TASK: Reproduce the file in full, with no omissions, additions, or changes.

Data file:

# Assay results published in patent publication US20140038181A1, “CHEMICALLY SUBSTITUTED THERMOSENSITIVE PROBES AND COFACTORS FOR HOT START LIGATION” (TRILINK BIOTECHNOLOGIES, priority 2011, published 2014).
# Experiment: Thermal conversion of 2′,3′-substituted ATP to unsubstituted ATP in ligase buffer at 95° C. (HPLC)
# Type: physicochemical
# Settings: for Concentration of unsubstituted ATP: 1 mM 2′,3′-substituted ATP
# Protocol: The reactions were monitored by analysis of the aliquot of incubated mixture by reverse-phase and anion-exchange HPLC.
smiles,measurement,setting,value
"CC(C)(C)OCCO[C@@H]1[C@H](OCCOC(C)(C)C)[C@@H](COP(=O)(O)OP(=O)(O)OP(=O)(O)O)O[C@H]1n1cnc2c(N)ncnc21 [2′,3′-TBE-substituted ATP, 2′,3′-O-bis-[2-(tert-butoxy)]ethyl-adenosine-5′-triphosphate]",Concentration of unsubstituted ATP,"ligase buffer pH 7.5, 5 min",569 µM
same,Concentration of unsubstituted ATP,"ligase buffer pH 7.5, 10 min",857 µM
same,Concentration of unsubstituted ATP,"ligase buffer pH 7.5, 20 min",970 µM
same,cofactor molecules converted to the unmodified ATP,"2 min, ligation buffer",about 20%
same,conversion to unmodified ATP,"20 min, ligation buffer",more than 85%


# Assay results published in patent publication US20140038181A1, “CHEMICALLY SUBSTITUTED THERMOSENSITIVE PROBES AND COFACTORS FOR HOT START LIGATION” (TRILINK BIOTECHNOLOGIES, priority 2011, published 2014).
# Experiment: Thermal conversion of 2′,3′-substituted ATP to unsubstituted ATP in ligase buffer at 95° C. (HPLC)
# Type: physicochemical
# Settings: for Concentration of unsubstituted ATP: 1 mM 2′,3′-substituted ATP
# Protocol: The reactions were monitored by analysis of the aliquot of incubated mixture by reverse-phase and anion-exchange HPLC.
smiles,measurement,setting,value
"CC(C)(C)OCCO[C@@H]1[C@H](OCCOC(C)(C)C)[C@@H](COP(=O)(O)OP(=O)(O)OP(=O)(O)O)O[C@H]1n1cnc2c(N)ncnc21 [2′,3′-TBE-substituted ATP, 2′,3′-O-bis-[2-(tert-butoxy)]ethyl-adenosine-5′-triphosphate]",Concentration of unsubstituted ATP,"ligase buffer pH 7.5, 5 min",569 µM
same,Concentration of unsubstituted ATP,"ligase buffer pH 7.5, 10 min",857 µM
same,Concentration of unsubstituted ATP,"ligase buffer pH 7.5, 20 min",970 µM
same,cofactor molecules converted to the unmodified ATP,"2 min, ligation buffer",about 20%
same,conversion to unmodified ATP,"20 min, ligation buffer",more than 85%